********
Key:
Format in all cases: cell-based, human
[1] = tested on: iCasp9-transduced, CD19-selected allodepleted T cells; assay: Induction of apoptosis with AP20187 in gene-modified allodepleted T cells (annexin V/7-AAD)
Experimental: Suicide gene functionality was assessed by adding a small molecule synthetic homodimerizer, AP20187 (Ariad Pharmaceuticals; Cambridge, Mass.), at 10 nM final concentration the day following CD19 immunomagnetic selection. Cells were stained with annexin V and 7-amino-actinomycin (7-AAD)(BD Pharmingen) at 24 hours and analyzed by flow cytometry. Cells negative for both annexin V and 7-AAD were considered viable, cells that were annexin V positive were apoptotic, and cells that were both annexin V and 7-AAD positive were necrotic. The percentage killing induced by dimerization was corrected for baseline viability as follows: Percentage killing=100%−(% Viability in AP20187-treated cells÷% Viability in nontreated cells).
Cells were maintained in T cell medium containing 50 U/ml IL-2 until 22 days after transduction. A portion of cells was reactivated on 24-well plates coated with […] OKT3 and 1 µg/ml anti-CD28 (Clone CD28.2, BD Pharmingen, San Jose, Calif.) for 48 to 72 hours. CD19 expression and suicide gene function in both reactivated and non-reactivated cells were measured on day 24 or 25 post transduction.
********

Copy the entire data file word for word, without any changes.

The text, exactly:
Key:
Format in all cases: cell-based, human
[1] = tested on: iCasp9-transduced, CD19-selected allodepleted T cells; assay: Induction of apoptosis with AP20187 in gene-modified allodepleted T cells (annexin V/7-AAD)
Experimental: Suicide gene functionality was assessed by adding a small molecule synthetic homodimerizer, AP20187 (Ariad Pharmaceuticals; Cambridge, Mass.), at 10 nM final concentration the day following CD19 immunomagnetic selection. Cells were stained with annexin V and 7-amino-actinomycin (7-AAD)(BD Pharmingen) at 24 hours and analyzed by flow cytometry. Cells negative for both annexin V and 7-AAD were considered viable, cells that were annexin V positive were apoptotic, and cells that were both annexin V and 7-AAD positive were necrotic. The percentage killing induced by dimerization was corrected for baseline viability as follows: Percentage killing=100%−(% Viability in AP20187-treated cells÷% Viability in nontreated cells).
Cells were maintained in T cell medium containing 50 U/ml IL-2 until 22 days after transduction. A portion of cells was reactivated on 24-well plates coated with […] OKT3 and 1 µg/ml anti-CD28 (Clone CD28.2, BD Pharmingen, San Jose, Calif.) for 48 to 72 hours. CD19 expression and suicide gene function in both reactivated and non-reactivated cells were measured on day 24 or 25 post transduction.